Hungry Gods: Identity Crisis, Volume 1 (Unabridged)
by J. D. Brink
Open iTunes to Buy
Avengers and Watchmen meet The Walking Dead and Pulp Fiction. This is a spandex adventure for adults. Superheroes. Undead. 'Nuff said. The country's premier superhero team is missing. So when a mutant monstrosity goes on the rampage, it's Spitball to the rescue! He's a third-string hero today, determined to be first-string tomorrow. And the army may be giving him just the chance he needs. Spitball's been invited to undertake a secret mission into America's heartland. What he's about to discover, however, is not a chance at stardom but a horror movie come to life.... Hungry Gods is a fast-paced adventure of costumed superheroes, government conspiracy theories, and flesh-eating zombies.
was actually pretty interesting
Hungry Gods by J.D. Brink is the first in a series called Identity Crisis. The story follows the antics of a teenaged super hero who just wants to make it big. In a world of caped and masked superheroes who are called by the government to solve problems created by real life monsters and villain, Spitball is a low level superhero. All he dreams about is using his super-speed powers to launch him into a life of fame and to secure his spot in the Phenomenal Five, the most famous team of superheroes. After fighting off a monster that was terrorizing his town, this little bit of fame leads to a military official to request his services. Little did Spitball know, he was entering a fight that might be too big for his skills. As the story unravels, Spitball is faced with a series of terrors, intrigue, and conflicts between his expectations and realities about what being a superhero is.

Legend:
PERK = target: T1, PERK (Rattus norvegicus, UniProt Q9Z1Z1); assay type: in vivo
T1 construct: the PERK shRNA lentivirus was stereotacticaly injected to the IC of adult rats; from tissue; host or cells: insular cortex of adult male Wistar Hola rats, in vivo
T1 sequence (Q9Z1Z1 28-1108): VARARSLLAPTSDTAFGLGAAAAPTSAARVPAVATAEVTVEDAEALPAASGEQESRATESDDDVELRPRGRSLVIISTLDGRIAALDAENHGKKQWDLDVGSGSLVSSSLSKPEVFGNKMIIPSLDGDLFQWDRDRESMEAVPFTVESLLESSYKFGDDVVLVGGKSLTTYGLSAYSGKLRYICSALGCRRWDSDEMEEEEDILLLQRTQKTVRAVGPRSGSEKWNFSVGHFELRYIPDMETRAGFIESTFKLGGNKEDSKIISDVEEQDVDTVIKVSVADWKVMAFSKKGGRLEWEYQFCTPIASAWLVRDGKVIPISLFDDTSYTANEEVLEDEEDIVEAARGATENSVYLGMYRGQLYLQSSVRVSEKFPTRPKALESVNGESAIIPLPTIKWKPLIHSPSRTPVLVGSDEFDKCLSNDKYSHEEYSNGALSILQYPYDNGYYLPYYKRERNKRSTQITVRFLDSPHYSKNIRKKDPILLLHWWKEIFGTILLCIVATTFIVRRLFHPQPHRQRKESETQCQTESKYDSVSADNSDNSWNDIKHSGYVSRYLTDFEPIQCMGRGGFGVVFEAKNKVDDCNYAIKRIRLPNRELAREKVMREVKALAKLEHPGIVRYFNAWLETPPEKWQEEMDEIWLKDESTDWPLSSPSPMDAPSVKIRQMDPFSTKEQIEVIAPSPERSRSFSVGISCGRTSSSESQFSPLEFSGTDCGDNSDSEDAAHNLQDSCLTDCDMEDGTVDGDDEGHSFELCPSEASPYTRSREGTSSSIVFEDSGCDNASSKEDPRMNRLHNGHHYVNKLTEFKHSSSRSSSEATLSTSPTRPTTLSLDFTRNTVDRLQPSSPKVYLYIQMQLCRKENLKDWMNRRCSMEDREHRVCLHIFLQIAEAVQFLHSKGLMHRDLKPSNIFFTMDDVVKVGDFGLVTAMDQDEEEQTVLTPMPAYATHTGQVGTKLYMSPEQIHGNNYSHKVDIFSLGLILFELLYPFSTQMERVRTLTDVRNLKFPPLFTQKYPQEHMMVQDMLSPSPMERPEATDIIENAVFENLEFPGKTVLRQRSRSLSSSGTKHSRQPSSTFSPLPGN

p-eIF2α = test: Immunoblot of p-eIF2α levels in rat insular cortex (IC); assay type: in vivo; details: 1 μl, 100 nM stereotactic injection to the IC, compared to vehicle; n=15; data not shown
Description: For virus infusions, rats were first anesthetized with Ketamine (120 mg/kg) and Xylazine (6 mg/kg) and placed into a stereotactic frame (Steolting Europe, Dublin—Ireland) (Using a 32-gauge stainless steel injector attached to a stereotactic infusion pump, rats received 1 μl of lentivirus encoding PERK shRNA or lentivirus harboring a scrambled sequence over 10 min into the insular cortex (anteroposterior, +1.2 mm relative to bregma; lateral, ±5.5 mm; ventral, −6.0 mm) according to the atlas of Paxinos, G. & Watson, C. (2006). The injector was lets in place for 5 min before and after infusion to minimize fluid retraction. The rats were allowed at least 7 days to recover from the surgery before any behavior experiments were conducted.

This novel improved for me after I accepted the costumed superheroes functioning as a part of the real life plotline. It was bewildering and frustrating in the beginning, but once accepted the plot developed nicely. The premise for the story where a naïve fame-hungry young superhero enters a fight too big for him was actually pretty interesting. It created room for Spitball to learn about the reality of being a superhero and learn from it. Unfortunately, I really felt like he hadn’t learned anything from the experience and was still like an overzealous puppy at the end. I found this extremely disappointing because Spitball’s naiveté was difficult to hear. I did however, like phenomenal five characters that Spitball is able to meet and the background on the relationship between those characters. The nature of the zombies and their relationship to the superheroes was really interesting and unique. The superheroes vs. zombies-like premise in itself was unique. This is mostly an action filled story about superheroes fighting off an unknown threat to the public. Ultimately, while I didn’t like Spitball’s character, there was a lot of plot development, action, and a hint of what’s to come in the future novels.
The narration by Todd Menesses was well done. He captured the voices of the different characters really well. He was able to capture the feelings and the situation that the characters were throughout the novel. He also hit Spitball’s voice straight on. It was great. The production quality was good. I would recommend this story to anyone who likes superhero, action stories.
Audiobook was provided for review by the narrator.
Please find this complete review and many others at my review blog
[If this review helped, please press YES. Thanks!]